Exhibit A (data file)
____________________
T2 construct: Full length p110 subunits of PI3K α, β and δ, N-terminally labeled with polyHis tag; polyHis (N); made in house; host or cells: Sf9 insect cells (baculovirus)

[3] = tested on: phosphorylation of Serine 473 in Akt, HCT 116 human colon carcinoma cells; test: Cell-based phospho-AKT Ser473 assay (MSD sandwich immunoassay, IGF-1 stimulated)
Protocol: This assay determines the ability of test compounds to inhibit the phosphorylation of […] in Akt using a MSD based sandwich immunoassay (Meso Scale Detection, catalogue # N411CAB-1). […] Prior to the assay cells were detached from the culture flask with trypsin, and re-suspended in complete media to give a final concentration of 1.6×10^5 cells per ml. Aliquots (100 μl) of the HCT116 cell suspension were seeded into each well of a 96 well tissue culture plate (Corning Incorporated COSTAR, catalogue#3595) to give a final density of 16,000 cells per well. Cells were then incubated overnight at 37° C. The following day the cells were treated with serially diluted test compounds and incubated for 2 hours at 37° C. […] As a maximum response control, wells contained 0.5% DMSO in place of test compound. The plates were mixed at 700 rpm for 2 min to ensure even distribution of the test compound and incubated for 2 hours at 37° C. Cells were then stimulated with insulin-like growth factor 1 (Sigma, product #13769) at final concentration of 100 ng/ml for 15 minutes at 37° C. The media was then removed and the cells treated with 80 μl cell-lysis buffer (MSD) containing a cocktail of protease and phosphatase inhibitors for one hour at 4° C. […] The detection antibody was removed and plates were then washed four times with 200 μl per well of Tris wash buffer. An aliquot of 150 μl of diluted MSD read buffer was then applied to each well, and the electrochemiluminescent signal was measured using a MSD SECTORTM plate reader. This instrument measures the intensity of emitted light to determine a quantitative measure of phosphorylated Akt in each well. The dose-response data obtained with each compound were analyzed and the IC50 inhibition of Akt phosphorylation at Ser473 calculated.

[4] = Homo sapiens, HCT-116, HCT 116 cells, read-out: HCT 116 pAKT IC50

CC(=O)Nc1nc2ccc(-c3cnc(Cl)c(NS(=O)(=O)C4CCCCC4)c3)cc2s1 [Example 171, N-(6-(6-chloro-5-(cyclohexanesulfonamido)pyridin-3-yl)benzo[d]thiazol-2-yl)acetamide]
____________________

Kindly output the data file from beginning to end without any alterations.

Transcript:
T2 construct: Full length p110 subunits of PI3K α, β and δ, N-terminally labeled with polyHis tag; polyHis (N); made in house; host or cells: Sf9 insect cells (baculovirus)

[3] = tested on: phosphorylation of Serine 473 in Akt, HCT 116 human colon carcinoma cells; test: Cell-based phospho-AKT Ser473 assay (MSD sandwich immunoassay, IGF-1 stimulated)
Protocol: This assay determines the ability of test compounds to inhibit the phosphorylation of […] in Akt using a MSD based sandwich immunoassay (Meso Scale Detection, catalogue # N411CAB-1). […] Prior to the assay cells were detached from the culture flask with trypsin, and re-suspended in complete media to give a final concentration of 1.6×10^5 cells per ml. Aliquots (100 μl) of the HCT116 cell suspension were seeded into each well of a 96 well tissue culture plate (Corning Incorporated COSTAR, catalogue#3595) to give a final density of 16,000 cells per well. Cells were then incubated overnight at 37° C. The following day the cells were treated with serially diluted test compounds and incubated for 2 hours at 37° C. […] As a maximum response control, wells contained 0.5% DMSO in place of test compound. The plates were mixed at 700 rpm for 2 min to ensure even distribution of the test compound and incubated for 2 hours at 37° C. Cells were then stimulated with insulin-like growth factor 1 (Sigma, product #13769) at final concentration of 100 ng/ml for 15 minutes at 37° C. The media was then removed and the cells treated with 80 μl cell-lysis buffer (MSD) containing a cocktail of protease and phosphatase inhibitors for one hour at 4° C. […] The detection antibody was removed and plates were then washed four times with 200 μl per well of Tris wash buffer. An aliquot of 150 μl of diluted MSD read buffer was then applied to each well, and the electrochemiluminescent signal was measured using a MSD SECTORTM plate reader. This instrument measures the intensity of emitted light to determine a quantitative measure of phosphorylated Akt in each well. The dose-response data obtained with each compound were analyzed and the IC50 inhibition of Akt phosphorylation at Ser473 calculated.

[4] = Homo sapiens, HCT-116, HCT 116 cells, read-out: HCT 116 pAKT IC50

CC(=O)Nc1nc2ccc(-c3cnc(Cl)c(NS(=O)(=O)C4CCCCC4)c3)cc2s1 [Example 171, N-(6-(6-chloro-5-(cyclohexanesulfonamido)pyridin-3-yl)benzo[d]thiazol-2-yl)acetamide]